Monday, 13 July 2009
Back from a few days in Dordogneshire – or Bergerac-on-Avon if you wish, during which I dined excessively on confit duck as usual and sampled a lovely 2004 Montbazillac in situ that would have set off a choccie pud just lovely. I also pretended not to be English in Issigeac on market day (a tall order). I achieved this by having the audacity to speak in French to some of the market stall holders. For this shameless affront to local sensibilities, I was hounded out of town by the mayor, a retired bricklayer from Knutsford. OK, this bit isn't true.
I can report that the airport at Bergerac is much improved, though quite why the good people of Ryanair insist on herding you into a facilities-free departure lounge about twenty minutes before the check-in even closes is a mystery that surely only Mr O'Leary could fathom. I look forward to the day that customers, not luggage, come along the baggage carousel after being stowed in the hold. Still, if you want a £5 flight, deal with it.
A lowlight on an otherwise very relaxing jolly was acquiring as many mosquito bites – some in places that even the great Michel Thomas would have been unwilling to teach me the French for – as in my previous 36 years put together. Those greedy French mossies have either immaculate taste or none whatsoever.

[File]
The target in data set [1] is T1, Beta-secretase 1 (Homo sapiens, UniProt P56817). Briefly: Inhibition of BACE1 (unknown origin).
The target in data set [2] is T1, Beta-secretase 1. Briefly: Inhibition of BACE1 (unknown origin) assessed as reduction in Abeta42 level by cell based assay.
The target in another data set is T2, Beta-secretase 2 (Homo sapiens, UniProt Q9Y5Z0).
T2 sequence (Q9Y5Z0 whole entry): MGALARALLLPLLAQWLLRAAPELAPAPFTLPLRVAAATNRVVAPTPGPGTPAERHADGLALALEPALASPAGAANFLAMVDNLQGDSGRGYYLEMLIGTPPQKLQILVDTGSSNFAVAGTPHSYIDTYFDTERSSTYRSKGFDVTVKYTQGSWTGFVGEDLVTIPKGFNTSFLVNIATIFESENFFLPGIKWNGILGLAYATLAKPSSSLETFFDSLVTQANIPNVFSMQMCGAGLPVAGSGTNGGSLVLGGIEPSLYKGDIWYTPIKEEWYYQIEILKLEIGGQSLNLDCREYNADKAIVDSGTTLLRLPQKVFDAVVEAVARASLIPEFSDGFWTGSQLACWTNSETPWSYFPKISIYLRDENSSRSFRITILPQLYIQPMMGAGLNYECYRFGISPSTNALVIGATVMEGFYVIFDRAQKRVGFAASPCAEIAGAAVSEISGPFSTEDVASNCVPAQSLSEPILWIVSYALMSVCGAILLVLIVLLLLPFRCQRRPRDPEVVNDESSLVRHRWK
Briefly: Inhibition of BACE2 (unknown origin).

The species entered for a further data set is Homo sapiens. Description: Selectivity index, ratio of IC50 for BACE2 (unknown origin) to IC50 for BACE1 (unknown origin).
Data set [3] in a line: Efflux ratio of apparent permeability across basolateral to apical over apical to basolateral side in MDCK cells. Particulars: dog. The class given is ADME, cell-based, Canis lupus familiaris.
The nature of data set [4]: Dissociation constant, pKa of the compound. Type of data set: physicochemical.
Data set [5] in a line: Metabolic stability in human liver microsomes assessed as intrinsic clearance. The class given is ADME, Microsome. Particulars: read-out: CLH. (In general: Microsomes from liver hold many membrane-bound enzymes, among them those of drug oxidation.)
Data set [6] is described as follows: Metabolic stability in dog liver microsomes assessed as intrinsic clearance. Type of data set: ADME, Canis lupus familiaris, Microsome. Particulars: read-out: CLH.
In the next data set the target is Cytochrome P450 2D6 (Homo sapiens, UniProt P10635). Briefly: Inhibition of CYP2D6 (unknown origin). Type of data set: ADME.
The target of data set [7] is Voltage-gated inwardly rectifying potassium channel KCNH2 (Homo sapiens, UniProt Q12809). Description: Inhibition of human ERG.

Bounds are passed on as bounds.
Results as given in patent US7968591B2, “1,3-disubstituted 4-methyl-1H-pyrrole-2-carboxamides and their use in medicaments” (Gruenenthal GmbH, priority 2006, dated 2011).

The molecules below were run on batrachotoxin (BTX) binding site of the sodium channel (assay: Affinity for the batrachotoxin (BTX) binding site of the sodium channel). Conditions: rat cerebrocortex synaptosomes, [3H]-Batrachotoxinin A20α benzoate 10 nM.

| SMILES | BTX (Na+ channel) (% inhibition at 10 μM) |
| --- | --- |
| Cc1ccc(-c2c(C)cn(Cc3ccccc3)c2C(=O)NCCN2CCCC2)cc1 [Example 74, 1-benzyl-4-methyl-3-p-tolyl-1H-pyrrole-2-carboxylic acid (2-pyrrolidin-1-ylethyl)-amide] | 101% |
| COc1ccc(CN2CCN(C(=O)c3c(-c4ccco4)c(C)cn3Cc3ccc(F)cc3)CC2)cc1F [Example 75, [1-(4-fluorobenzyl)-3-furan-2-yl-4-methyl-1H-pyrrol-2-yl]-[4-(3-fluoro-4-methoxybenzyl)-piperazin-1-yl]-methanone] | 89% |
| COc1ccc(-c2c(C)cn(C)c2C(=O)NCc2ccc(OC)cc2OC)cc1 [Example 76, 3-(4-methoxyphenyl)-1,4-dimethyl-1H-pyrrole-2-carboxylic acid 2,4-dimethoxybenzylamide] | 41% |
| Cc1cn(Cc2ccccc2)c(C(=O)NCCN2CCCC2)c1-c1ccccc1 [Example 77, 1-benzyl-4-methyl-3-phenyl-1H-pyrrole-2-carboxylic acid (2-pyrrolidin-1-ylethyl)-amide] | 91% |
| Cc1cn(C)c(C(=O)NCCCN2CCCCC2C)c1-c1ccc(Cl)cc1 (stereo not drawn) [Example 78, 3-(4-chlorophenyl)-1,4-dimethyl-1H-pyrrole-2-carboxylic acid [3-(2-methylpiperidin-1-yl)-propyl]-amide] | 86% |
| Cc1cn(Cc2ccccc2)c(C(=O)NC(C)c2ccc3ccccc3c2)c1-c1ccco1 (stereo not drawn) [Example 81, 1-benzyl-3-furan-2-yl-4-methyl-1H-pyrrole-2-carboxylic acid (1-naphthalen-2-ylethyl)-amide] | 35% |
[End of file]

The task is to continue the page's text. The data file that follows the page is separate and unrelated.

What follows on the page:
Driving around the vine-striped hills and vales of this lovely part of France with the radio on, a tune caught my ear amongst the usual dross of Fun Radio. The only words I could remember when I got home were Jolie Petite Histoire – and I had no group name or song title. But hark and watch, I found it on Youtube - it's a live version of the 1983 smash Cendrillon (meaning Cinderella) by Téléphone.
It sounds like a soppy ode to finding Prince Charming but is probably dripping with angst and irony. I can't tell – I struggle with French irony in the way that Alanis Morrissette struggles with irony in her native tongue. Anyway, it's a tune that, if it had been written and sung by an English or American group, would probably now be held in the same nostalgic esteem as Cheap Trick's I Want You to Want Me or Another Girl, Another Planet by The Only Ones, both of which I believe it resembles.
If anyone French is reading this, please can they tell me what Téléphone meant/mean to French people? I know nothing about the group.
Power pop with a beret on, smashing: